Nobel Prize Lecture in Economics
The Study of Causal Relationships in the
Macroeconomy: The Contributions of
Christopher Sims
Eric Zivot
Robert Richards Chaired Professor of Economics
© Eric Zivot 2012
Christopher Sims Receives Nobel Prize
• Award given “for their
empirical research on
cause and effect in
the macroeconomy”
• Sargent and Sims
developed methods
for identifying and
quantifying the effects
of changes in policy
© Eric Zivot 2012
Christopher Sims at Work
© Eric Zivot 2012
Christopher Sims – Trombone Player!
© Eric Zivot 2012
Short Biography
Harvard, PhD 1968
Harvard, Assistant Professor 1968-70
Minnesota, Associate Professor 1970-1974
Minnesota, Professor 1974-1990
Yale, Henry Ford II Professor 1990-1999
– One of my PhD advisors!!!
• Princeton, Harold H. Helm '20 Professor of
Economics and Banking 1999 - present
© Eric Zivot 2012
Sims’s Main Contributions
• Statistical tests for causal relations
– “Money, Income, and Causality”, AER 1972
• Vector autoregression (VAR) modeling framework
– “Macroeconomics and Reality”, ECTA, 1980
– “Comparison of Interwar and Postwar Business
Cycles”, AER, 1980
– “Are Forecasting Models Usable for Policy Analysis?”,
Fed Quarterly Review, 1986.
• Use of Bayesian statistical methodology
– “Forecasting and conditional projection using realistic
prior distributions”. Econometric Reviews, 1984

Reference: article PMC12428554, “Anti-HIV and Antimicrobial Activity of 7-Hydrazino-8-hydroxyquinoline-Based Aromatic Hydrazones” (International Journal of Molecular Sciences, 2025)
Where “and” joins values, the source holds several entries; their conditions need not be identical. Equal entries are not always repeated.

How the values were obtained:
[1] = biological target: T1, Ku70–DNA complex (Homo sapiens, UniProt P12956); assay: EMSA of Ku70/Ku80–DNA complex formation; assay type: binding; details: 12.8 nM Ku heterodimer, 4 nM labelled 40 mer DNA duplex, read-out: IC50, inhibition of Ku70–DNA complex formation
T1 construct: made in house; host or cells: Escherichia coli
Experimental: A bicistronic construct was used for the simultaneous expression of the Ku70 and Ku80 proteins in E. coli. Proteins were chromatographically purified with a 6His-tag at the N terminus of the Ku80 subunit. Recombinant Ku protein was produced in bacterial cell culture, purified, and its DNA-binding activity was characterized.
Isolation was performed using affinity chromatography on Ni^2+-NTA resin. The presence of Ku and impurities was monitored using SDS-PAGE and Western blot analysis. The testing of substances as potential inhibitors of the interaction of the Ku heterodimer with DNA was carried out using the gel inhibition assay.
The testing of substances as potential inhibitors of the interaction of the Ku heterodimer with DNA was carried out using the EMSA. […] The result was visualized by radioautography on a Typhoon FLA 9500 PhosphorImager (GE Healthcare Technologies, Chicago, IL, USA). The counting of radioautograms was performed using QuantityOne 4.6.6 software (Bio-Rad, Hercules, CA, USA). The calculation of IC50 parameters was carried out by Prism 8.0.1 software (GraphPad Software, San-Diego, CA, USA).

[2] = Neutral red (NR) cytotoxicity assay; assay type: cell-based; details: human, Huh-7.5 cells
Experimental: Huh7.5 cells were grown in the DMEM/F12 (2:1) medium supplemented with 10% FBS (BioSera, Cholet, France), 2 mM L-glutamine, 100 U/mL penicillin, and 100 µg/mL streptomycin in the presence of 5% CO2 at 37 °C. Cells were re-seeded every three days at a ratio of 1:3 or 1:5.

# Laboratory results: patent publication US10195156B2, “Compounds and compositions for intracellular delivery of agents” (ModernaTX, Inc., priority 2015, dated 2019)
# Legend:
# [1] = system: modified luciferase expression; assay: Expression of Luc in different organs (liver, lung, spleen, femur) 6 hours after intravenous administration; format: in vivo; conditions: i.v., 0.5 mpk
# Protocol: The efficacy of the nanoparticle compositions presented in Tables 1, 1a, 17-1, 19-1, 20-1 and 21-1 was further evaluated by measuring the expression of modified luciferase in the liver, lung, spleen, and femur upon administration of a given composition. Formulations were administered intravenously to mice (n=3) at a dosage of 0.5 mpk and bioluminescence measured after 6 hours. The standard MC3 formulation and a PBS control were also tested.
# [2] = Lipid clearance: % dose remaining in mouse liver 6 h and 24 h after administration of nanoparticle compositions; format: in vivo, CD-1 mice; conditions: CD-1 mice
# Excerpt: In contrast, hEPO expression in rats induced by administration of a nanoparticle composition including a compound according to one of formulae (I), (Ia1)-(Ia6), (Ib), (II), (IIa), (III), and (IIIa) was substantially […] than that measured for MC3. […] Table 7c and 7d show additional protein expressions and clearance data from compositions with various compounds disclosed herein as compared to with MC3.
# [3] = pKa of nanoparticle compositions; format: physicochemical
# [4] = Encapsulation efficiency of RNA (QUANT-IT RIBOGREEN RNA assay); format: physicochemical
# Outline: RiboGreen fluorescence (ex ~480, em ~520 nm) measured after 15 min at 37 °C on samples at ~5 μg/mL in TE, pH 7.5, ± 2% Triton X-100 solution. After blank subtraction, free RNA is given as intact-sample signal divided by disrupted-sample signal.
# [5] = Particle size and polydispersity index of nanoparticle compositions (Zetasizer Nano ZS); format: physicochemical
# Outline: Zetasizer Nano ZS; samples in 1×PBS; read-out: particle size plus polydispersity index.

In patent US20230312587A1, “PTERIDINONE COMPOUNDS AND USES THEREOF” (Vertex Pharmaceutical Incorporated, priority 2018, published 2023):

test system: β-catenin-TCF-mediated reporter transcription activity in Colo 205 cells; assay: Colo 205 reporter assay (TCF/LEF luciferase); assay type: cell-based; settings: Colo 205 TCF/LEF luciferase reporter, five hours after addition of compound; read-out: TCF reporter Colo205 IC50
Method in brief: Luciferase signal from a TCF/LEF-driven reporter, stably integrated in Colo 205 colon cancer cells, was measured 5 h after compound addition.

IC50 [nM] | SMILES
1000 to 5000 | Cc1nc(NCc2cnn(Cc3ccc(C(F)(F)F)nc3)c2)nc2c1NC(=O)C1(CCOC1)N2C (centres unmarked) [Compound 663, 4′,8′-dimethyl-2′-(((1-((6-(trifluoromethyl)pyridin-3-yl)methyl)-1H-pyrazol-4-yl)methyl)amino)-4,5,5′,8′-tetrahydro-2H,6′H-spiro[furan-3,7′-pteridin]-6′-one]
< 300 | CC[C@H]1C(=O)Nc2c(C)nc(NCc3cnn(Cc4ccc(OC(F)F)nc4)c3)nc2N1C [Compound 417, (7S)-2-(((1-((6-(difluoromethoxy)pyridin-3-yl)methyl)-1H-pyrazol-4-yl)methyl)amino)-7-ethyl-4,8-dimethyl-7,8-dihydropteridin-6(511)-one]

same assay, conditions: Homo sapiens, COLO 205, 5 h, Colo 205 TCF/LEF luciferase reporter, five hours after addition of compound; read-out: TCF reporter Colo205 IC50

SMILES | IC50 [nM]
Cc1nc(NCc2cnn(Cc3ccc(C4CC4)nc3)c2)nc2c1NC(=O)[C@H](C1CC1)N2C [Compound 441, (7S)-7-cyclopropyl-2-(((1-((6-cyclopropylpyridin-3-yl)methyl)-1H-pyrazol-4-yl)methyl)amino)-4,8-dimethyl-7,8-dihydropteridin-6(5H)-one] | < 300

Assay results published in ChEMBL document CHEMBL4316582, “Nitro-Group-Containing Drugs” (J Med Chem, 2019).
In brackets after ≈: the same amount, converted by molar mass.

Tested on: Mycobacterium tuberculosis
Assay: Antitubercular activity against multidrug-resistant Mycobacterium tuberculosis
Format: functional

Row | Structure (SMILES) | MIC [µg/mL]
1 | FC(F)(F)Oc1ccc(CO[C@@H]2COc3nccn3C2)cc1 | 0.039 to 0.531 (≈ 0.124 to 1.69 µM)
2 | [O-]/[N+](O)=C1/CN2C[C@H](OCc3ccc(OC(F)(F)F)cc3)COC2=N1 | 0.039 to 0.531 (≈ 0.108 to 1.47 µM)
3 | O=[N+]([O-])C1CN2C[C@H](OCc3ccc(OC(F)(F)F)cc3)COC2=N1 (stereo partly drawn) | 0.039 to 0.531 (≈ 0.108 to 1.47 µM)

– “Bayesian Methods for Dynamic Multivariate Models",
(with Tao Zha), IER, 1998
© Eric Zivot 2012
“Money, Income and Causality”
• Keynesian-Monetarist Debate about the causes of
business cycles
– Keynesian view: business cycles are primarily demand-driven
– Monetarist view: business cycles are primarily the result of
monetary policy mistakes
• Monetarist’s argued that growth in the stock of money
was tightly related to growth in income and they argued
that this relationship was causal - fluctuations in money
growth causing fluctuations in income.
• A statistically estimated equation with income explained
by current and past money growth implied that most of
the business cycle could be eliminated by simply making
money supply growth constant.
© Eric Zivot 2012
“Money, Income, and Causality”
• Examine the substantive question: Is there
statistical evidence that changes in the money
supply is causal in the money-income
• Develop a direct statistical test for the existence
of unidirectional causality.
– Complements the causality tests of Clive Granger,
who was also awarded the Nobel Prize for his work
on the statistical analysis causality.
© Eric Zivot 2012
Causality Testing: Framework
• If the monetarists were right in claiming that the
strong correlations of money growth with income
primarily reflected a causal influence of
monetary policy errors on income, future money
growth should not contribute to explaining
current income, once the influence of current
and past money growth on income had been
accounted for.
© Eric Zivot 2012
Causality Testing: Results
• The monetarist regressions passed the test.
Future money growth did not help predict current
• Problem: Framework only considers two
– What about interest rates, prices, unemployment,
exchange rates, etc?
– Neglecting these variables could cloud the moneyincome causality results
© Eric Zivot 2012
“Macroeconomics and Reality”
• Circa 1980, the state of the art in
macroeconometrics was to use large-scale
Keynesian-type structural models.
• These models often involved scores or even
hundreds of equations, essentially a S=D
equation for every important market, identities to
make sure things add up correctly, etc.
• But in order to estimate the parameters of these
models, the structural parameters as they are
known, you had to overcome the identification
© Eric Zivot 2012